The re-signing of Hisashi Iwakuma by the Seattle Mariners has some similarities to Aaron Sele’s return that led to the franchise’s 116-win 2001 season.

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We may never know for certain if the Mariners would have still traded for Wade Miley had they known that Hisashi Iwakuma was going to return to the fold.

But what we do know now is that Jerry Dipoto is as nimble as he is frenetic. When Iwakuma unexpectedly was thrust back on the market this week, the Mariners’ new general manager greeted the news exactly as he should have: as an opportunity to be embraced, rather than an unfortunate piece of timing to be lamented.

And so, add another name to the heaping pile of new and old players brought into, or back to, the ballclub by Dipoto. When the Los Angeles Dodgers didn’t like something they saw in Iwakuma’s physical, they tried to renegotiate the reported three-year, $45 million deal they had agreed to on the eve of the winter meetings two weeks ago.

That’s when the Mariners swooped in and signed Iwakuma to a one-year deal with a couple of vesting options. They’ll figure out the logistics of the rotation later. The cogent point is that an area of the team that looked alarmingly shallow now has some heft, and a few more options for new manager Scott Servais.

At his news conference Friday, Iwakuma said, “I felt love, passion and needed here more than anything else, and that’s why I’m here.”

But he had to make some financial concessions to make it happen. The Dodgers’ doubt apparently cost Iwakuma about $33 million in guaranteed money, though he can gain all of it back, and even a little more, by staying healthy and productive for three years.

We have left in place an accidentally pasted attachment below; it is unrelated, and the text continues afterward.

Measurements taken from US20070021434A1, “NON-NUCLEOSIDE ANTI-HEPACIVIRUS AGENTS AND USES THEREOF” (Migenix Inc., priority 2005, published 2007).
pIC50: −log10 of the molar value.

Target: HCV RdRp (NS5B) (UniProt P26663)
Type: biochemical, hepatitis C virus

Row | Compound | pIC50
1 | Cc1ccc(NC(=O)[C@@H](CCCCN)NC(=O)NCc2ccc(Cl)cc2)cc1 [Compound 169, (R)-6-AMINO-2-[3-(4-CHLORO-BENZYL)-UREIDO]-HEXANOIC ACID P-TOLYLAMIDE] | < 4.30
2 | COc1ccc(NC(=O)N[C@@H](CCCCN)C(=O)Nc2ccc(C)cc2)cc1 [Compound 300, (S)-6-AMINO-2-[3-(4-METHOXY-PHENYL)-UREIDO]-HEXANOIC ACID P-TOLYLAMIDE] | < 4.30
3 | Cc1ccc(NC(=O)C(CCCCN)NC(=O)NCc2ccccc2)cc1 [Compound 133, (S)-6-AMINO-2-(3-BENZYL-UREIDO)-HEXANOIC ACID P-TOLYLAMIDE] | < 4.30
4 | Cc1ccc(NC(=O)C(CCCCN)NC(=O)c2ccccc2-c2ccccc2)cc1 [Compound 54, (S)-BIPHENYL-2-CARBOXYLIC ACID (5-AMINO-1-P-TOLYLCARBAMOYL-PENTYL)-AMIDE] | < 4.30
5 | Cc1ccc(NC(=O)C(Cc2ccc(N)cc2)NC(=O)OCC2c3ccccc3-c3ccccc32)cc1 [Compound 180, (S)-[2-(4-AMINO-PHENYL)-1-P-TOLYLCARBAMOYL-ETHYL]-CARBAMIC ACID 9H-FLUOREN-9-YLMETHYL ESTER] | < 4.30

The Mariners, meanwhile, had to get ownership to sign off on the bump in payroll that Iwakuma’s $10 million contract for 2016, plus possible incentives, will bring. Dipoto said that it took CEO Howard Lincoln “30 seconds” to give his blessing, and soon Iwakuma was back without having ever left.

The first burning question, of course, is what makes the Mariners think Iwakuma is healthy when the Dodgers apparently didn’t think so (or else had second thoughts about the deal and used Iwakuma’s health as their ticket out. It wouldn’t be the first time that happened.).

Mariners assistant GM Jeff Kingston said Friday the Mariners are “very comfortable with (Iwakuma’s) physical condition.” Dipoto elaborated, saying that their accumulated knowledge of Iwakuma’s health, bolstered by an exit physical exam after the 2015 season, satisfied them that Iwakuma will be ready to pitch.

“It’s simple,’’ Dipoto said. “We understood where he was going into the offseason. We have every confidence that situation has not changed, and we’re comfortable moving forward.”

Something very similar happened in 2000, when free-agent pitcher Aaron Sele agreed to a four-year, $29 million deal with the Orioles and even went to Baltimore for the news conference. But Orioles owner Peter Angelos became concerned about the long-term health of Sele’s shoulder, and tried to restructure the deal. Instead, Sele called the Mariners back, signed a two-year, $15 million contract, and proceeded to go 32-15 over the next two seasons.